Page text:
"Very good," I answered, turning back for the brush. The man closed his eyes with a gesture of fatigue and sat waiting for the cool caress of the soap. I had never had him so close to me. The day he ordered the whole town to file into the patio of the school to see the four rebels hanging there, I came face to face with him for an instant. But the sight of the mutilated bodies kept me from noticing the face of the man who had directed it all, the face I was now about to take into my hands. It was not an unpleasant face, certainly. And the beard, which made him seem a bit older than he was, didn't suit him badly at all. His name was Torres. Captain Torres. A man of imagination, because who else would have thought of hanging the naked rebels and then holding target practice on certain parts of their bodies? I began to apply the first layer of soap. With his eyes closed, be continued. "Without any effort I could go straight to sleep," he said, "but there's plenty to do this afternoon." I stopped the lathering and asked with a feigned lack of interest: "A firing squad?" "Something like that, but a little slower." I got on with the job of lathering his beard. My bands started trembling again. The man could not possibly realize it, and this was in my favor. But I would have preferred that he hadn't come. It was likely that many of our faction had seen him enter. And an enemy under one's roof imposes certain conditions. I would be obliged to shave that beard like any other one, carefully, gently, like that of any customer, taking pains to see that no single pore emitted a drop of blood. Being careful to see that the little tufts of hair did not lead the blade astray. Seeing that his skin ended up clean, soft, and healthy, so that passing the back of my hand over it I couldn't feel a hair. Yes, I was secretly a rebel, but I was also a conscientious barber, and proud of the preciseness of my profession. And this four-days' growth of beard was a fitting challenge.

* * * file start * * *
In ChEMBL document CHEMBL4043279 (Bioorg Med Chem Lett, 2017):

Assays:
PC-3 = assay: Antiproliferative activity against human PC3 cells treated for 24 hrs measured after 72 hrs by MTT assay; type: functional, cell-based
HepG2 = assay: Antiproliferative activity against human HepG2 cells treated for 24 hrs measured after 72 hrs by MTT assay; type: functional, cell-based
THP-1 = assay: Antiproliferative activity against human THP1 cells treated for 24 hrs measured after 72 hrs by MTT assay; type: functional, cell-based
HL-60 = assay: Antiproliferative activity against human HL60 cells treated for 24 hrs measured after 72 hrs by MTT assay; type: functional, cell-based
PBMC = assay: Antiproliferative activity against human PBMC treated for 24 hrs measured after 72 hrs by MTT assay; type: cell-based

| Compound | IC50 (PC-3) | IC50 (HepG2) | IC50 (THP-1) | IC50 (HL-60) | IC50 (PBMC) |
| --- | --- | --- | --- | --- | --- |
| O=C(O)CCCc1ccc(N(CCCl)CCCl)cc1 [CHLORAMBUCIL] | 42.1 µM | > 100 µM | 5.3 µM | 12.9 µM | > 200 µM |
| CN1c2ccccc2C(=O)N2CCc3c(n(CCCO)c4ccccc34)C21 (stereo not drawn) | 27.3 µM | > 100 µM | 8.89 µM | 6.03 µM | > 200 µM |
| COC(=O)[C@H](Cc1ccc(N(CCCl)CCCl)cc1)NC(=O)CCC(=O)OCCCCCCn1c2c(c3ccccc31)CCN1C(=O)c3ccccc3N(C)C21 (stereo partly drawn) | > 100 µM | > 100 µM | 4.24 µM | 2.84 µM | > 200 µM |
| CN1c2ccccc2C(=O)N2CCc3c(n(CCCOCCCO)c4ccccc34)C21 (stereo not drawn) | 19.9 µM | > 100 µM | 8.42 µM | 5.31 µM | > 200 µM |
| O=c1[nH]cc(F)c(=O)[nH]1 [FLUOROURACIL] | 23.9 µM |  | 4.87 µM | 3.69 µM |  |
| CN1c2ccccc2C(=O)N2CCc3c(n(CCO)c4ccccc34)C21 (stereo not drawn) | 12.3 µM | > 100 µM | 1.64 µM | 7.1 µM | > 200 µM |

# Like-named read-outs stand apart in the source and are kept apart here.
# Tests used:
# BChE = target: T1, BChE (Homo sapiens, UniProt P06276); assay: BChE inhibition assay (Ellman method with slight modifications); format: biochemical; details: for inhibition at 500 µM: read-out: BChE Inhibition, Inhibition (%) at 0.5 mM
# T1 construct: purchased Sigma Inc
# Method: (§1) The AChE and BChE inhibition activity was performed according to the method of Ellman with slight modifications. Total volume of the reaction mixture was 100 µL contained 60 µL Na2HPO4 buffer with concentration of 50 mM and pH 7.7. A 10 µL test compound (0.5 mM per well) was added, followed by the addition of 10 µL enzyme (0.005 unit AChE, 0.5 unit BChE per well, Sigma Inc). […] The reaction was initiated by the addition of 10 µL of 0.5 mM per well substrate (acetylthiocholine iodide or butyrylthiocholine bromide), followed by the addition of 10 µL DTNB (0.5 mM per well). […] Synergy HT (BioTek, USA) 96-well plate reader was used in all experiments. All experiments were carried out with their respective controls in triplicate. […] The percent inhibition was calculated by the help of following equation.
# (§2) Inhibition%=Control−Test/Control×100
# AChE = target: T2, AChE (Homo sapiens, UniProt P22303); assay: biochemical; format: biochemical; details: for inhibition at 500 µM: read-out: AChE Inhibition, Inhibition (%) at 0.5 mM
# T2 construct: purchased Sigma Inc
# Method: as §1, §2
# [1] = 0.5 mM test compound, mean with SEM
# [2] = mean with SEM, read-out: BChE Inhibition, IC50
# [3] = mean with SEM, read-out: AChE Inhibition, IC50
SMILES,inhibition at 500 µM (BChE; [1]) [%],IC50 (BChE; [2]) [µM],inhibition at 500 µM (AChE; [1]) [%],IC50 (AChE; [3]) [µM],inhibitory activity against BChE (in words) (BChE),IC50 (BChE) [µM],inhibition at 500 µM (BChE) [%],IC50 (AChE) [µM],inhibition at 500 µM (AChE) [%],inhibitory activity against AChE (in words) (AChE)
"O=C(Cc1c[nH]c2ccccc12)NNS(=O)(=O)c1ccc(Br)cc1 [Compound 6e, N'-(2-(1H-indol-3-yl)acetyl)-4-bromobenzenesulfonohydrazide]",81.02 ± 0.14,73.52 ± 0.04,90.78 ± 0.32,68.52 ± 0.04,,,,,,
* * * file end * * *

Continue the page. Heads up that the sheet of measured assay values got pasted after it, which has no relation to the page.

I took the razor, opened up the two protective arms, exposed the blade and began the job, from one of the sideburns downward. The razor responded beautifully. His beard was inflexible and hard, not too long, but thick. Bit by bit the skin emerged. The razor rasped along, making its customary sound as fluffs of lather mixed with bits of hair gathered along the blade. I paused a moment to clean it, then took up the strop again to sharpen the razor, because I'm a barber who does things properly. The man, who had kept his eyes closed, opened them now, removed one of his hands from under the sheet, felt the spot on his face where the soap had been cleared off, and said, "Come to the school today at six o'clock." "The same thing as the other day?" I asked horrified. "It could be better," he replied. "What do you plan to do?" "I don't know yet. But we'll amuse ourselves." Once more he leaned back and closed his eyes. I approached him with the razor poised. "Do you plan to punish them all?" I ventured timidly. "All." The soap was drying on his face. I had to hurry. In the mirror I looked toward the street. It was the same as ever: the grocery store with two or three customers in it. Then I glanced at the clock: two-twenty in the afternoon. The razor continued on its downward stroke. Now from the other sideburn down. A thick, blue beard. He should have let it grow like some poets or priests do. It would suit him well. A lot of people wouldn't recognize him. Much to his benefit, I thought, as I attempted to cover the neck area smoothly. There, for sure, the razor had to be handled masterfully, since the hair, although softer, grew into little swirls. A curly beard. One of the tiny pores could be opened up and issue forth its pearl of blood. A good barber such as I prides himself on never allowing this to happen to a client. And this was a first-class client. How many of us had he ordered shot? How many of us had he ordered mutilated? It was better not to think about it. Torres did not know that I was his enemy. He did not know it nor did the rest. It was a secret shared by very few, precisely so that I could inform the revolutionaries of what Torres was doing in the town and of what he was planning each time he undertook a rebel-hunting excursion. So it was going to be very difficult to explain that I had him right in my hands and let him go peacefully -alive and shaved.